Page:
I cannot even begin to write what the book is about without revealing the plot. While the book was not 'fun,' it is absorbing while dealing with heavyI cannot even begin to write what the book is about without revealing the plot. While the book was not 'fun,' it is absorbing while dealing with heavy issues. This book does not wrap up neatly; there are lots of questions, about the characters and the science, left unanswered.
This book includes a motif that showed up in her "Sleepless" series. Nancy Kress is a brilliant woman; her "Probability Moon" was one of the few books I read thinking 'I am not smart enough to understand this book.' I find that smart people like to write about other smart(or smart enough) people. When Nancy Kress writes a novel about events all over the world, she includes dumb people. She includes unstable and stunted people. And they ring true.
The last sentence was so sweet and hopeful, while also being a dramatic twist and change in perspective....more
So deep and so dense. This book, with its profound questioning and occasional flights of fancy, is an intensely Jewish novel. That may seem obvious, sSo deep and so dense. This book, with its profound questioning and occasional flights of fancy, is an intensely Jewish novel. That may seem obvious, seeing as it is about a rabbi, but it has so many Jewish characteristics. Firstly, it questions the status quo. Secondly, characters have more than one opinion. The Rosh Yeshiva is proud he trained a woman rabbi, but he doesn't believe in women rabbis. Thirdly, all the characters, including God, are spiritually flawed. The characters who hate and hurt others have redeeming qualities.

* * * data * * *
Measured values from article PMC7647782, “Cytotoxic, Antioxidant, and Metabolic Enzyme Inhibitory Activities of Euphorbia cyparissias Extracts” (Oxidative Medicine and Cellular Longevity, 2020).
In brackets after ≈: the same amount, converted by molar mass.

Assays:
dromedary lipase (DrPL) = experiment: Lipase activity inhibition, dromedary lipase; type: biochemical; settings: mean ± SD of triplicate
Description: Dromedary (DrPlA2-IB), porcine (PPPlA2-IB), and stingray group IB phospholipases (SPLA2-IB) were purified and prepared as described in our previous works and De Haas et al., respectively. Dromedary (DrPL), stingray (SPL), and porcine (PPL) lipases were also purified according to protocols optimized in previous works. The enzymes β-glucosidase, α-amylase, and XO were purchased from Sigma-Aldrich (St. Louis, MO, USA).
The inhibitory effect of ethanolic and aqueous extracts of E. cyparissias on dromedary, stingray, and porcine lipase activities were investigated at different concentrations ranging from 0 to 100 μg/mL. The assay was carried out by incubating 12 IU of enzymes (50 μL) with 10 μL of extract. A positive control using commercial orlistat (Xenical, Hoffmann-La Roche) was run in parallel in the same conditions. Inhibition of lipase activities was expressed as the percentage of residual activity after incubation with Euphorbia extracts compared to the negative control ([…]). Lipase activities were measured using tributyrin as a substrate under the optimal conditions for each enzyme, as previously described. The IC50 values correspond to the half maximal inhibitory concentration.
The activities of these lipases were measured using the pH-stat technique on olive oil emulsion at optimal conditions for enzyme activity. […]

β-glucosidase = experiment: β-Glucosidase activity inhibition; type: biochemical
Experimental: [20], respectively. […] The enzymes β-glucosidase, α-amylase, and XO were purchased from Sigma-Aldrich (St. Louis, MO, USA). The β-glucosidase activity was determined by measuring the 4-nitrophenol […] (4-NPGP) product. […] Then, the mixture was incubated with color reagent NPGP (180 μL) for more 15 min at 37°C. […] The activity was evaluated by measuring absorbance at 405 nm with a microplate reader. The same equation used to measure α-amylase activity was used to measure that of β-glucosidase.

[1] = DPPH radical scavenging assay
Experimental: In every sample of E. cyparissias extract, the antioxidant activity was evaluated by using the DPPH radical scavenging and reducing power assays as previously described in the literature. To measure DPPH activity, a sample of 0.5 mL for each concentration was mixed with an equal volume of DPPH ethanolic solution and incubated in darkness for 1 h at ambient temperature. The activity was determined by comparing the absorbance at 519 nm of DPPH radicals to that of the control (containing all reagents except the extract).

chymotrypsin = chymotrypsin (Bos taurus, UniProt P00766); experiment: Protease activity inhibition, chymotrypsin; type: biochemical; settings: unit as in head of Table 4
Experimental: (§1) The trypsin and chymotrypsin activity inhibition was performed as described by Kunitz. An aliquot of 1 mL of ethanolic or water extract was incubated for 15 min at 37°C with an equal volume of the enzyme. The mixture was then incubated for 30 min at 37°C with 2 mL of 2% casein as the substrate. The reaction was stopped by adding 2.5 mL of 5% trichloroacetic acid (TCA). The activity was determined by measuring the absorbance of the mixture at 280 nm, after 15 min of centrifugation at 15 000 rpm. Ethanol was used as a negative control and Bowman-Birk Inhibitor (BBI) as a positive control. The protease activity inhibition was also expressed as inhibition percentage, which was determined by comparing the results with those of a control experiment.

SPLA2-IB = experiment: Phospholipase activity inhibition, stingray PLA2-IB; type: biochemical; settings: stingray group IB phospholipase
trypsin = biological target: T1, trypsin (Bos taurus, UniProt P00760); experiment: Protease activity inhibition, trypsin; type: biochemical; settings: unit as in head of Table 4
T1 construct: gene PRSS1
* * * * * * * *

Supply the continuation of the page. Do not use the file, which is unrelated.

There is an appreciation for making every day experiences beautiful, not just through Rebecca's actions, but on a meta level, through Lester's prose. At the same time, Lester warns people not to be seduced by the beautiful. One can enjoy food, but Patric's relationship to quail at the expense is unhealthy. One can enjoy a woman's beauty, but one is not to objectify her with lust, as characters did to Allison and Rebbecca.
Jewish characters feel renewed by finding Jews in unexpected places(the scene with William Fein and Chai mountain is so sweet), and the main character is humbled by the realization that she needs to appreciate the gentiles around her. Her reaction to hearing Devora talk about Allison is heartbreaking. I did, however, find the description of Allison odd. I do not think I have ever met a woman who, against her will, drove all the men around her mad with desire. I live, however, in a community of very gentle men, who do not understand the type of obsession that drives the plot in this book.
One of the ideas that resonated with me is how important wounds are. Rebecca tells Evan to let his wound be his teacher. We see how Rebecca allowed her wound to teach her; she never limps on the inside, which protects her from Allison's fate. Her wound still teaches her throughout the novel, thirty years after it was inflicted. She learns that she needs to share her wound, and not use it to keep people out. I loved the brief story of how Brian Moon's wound helped him help so many others. Lester's vision of the best of humanity is of the walking wounded, who manage to face their hurt every day without self pity and use it to empathize with those around them.